My secondment at Leeds Beckett involved meetings with Dr Galbraith and her team to draw up a list of upper limb movement tasks that relate to the assessments I ask patients to perform in my clinic. Instead of my normal patient clinics I have been able to regularly discuss my research ideas in person with a team of researchers. I have benefited from use of the library and other research facilities.
I am working with Dr Galbraith and her team to test the prototype glove sensor. The upper limb movement tasks that we identified were tested by two Nuffield placement students who wore the prototype glove sensor and performed the movements. This allowed us to test the prototype glove sensor and analyse the data. We have focused our initial tests on measurement of arm velocity and time to peak velocity during the upper limb movement task of drinking a glass of water.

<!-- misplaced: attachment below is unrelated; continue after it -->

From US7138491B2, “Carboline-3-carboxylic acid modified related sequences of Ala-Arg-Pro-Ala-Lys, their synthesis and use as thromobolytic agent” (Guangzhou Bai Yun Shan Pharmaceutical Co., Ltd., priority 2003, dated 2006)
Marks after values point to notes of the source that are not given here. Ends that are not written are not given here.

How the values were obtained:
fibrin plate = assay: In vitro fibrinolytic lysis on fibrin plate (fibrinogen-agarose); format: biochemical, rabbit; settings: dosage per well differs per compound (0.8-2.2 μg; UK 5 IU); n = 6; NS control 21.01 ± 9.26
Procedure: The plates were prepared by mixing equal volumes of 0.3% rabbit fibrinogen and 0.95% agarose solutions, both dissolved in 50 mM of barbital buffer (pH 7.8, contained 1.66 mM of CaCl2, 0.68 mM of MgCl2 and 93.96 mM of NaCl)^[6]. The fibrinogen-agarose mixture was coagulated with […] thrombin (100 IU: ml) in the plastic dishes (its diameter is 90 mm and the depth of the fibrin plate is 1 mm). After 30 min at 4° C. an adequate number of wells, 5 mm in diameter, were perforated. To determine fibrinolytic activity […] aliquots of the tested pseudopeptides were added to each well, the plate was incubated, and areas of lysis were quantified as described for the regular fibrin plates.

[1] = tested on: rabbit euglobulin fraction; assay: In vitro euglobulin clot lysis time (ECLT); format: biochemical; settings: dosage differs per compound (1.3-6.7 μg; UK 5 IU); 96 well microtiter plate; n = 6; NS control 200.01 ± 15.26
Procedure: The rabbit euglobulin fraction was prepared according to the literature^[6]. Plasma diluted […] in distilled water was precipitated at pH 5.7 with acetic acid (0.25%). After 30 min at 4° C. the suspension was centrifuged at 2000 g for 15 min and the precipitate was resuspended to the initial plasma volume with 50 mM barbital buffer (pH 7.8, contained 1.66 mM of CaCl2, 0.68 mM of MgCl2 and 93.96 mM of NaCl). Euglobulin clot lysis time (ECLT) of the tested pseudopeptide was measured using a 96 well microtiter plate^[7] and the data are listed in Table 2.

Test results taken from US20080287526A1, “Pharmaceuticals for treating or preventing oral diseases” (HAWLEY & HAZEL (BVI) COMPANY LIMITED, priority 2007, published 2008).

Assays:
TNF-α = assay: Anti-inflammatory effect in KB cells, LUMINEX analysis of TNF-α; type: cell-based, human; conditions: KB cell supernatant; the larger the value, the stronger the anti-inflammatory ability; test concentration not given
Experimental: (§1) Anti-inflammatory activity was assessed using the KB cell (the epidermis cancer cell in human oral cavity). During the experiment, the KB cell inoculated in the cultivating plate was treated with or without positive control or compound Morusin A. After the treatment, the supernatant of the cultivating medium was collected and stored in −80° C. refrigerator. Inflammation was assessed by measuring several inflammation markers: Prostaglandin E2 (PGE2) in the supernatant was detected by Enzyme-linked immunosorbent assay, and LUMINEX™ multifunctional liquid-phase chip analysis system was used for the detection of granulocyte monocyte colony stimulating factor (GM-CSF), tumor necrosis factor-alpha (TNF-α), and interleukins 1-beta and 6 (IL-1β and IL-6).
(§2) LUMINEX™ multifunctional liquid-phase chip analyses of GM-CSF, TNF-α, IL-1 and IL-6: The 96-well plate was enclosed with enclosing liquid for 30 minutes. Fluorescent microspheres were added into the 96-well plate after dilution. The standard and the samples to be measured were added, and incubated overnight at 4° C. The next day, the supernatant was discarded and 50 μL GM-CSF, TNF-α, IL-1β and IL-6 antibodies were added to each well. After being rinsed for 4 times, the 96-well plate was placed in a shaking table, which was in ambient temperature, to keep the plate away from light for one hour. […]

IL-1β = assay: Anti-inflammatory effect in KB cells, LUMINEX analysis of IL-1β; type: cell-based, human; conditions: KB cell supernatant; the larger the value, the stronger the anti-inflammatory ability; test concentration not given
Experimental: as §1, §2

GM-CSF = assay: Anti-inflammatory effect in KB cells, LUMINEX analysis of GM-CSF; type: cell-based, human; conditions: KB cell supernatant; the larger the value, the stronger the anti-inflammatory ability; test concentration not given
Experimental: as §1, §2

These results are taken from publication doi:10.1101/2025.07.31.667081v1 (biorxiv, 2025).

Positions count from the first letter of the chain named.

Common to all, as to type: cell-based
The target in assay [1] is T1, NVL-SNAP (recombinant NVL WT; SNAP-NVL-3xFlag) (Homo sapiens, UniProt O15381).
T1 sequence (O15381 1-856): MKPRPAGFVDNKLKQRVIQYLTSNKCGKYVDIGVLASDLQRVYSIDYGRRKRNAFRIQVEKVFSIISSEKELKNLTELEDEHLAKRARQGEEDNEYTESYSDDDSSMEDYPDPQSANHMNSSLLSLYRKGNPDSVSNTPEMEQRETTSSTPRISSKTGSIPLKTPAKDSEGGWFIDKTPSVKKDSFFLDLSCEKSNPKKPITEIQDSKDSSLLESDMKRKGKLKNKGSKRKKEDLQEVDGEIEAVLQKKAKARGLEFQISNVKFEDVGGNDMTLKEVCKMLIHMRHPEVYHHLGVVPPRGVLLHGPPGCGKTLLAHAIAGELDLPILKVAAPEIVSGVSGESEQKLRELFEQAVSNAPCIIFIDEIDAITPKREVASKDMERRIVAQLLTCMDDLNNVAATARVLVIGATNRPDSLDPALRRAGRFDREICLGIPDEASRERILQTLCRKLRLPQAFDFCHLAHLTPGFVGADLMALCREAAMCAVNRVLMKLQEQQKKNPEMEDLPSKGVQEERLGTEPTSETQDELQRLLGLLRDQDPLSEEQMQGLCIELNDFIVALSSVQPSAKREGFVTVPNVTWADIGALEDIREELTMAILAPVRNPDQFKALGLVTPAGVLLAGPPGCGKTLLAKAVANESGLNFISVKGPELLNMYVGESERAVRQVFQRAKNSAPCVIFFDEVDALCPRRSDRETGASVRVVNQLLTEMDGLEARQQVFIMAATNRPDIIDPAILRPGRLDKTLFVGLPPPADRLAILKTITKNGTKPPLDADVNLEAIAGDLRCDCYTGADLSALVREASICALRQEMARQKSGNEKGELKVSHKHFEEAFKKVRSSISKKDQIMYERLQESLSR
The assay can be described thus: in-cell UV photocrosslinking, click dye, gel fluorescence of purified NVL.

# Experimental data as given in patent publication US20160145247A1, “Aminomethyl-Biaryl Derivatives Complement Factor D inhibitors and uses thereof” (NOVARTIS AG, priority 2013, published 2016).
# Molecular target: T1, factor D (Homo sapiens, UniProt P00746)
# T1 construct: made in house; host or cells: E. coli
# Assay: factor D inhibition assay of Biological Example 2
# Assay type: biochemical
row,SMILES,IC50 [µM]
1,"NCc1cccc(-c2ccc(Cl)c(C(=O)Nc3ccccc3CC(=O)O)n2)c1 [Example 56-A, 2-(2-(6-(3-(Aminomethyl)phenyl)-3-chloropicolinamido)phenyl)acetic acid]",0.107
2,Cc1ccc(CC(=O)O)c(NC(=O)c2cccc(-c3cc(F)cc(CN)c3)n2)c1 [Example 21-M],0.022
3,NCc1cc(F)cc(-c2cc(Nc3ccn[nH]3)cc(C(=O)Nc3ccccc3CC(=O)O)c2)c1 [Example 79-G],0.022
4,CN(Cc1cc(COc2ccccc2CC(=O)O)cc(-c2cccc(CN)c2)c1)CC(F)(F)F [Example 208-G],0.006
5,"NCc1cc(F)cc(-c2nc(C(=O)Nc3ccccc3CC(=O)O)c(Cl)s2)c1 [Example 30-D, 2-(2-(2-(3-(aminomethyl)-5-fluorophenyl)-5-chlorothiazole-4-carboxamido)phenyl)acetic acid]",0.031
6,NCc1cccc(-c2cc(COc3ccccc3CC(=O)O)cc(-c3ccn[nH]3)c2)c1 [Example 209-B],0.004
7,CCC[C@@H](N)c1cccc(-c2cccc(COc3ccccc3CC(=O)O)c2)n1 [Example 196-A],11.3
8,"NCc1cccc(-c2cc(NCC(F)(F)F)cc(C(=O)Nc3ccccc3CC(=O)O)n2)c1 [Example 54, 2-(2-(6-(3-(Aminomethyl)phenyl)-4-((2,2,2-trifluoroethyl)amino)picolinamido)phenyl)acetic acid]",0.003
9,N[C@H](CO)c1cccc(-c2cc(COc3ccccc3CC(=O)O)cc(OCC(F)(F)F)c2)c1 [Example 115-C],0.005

Benefits of my secondment so far
This secondment has provided me with training in the use of sensors and given the research team preliminary data for IRAS (NHS ethical) approval to test the glove sensors on Parkinson’s Disease patients. Development of glove sensors for patients to use at home will provide me with more regular assessments of their condition and enable tailoring of clinic appointments. Development of personalised monitoring would also provide reassurance for patients.
Personalised monitoring for Parkinson’s Disease patients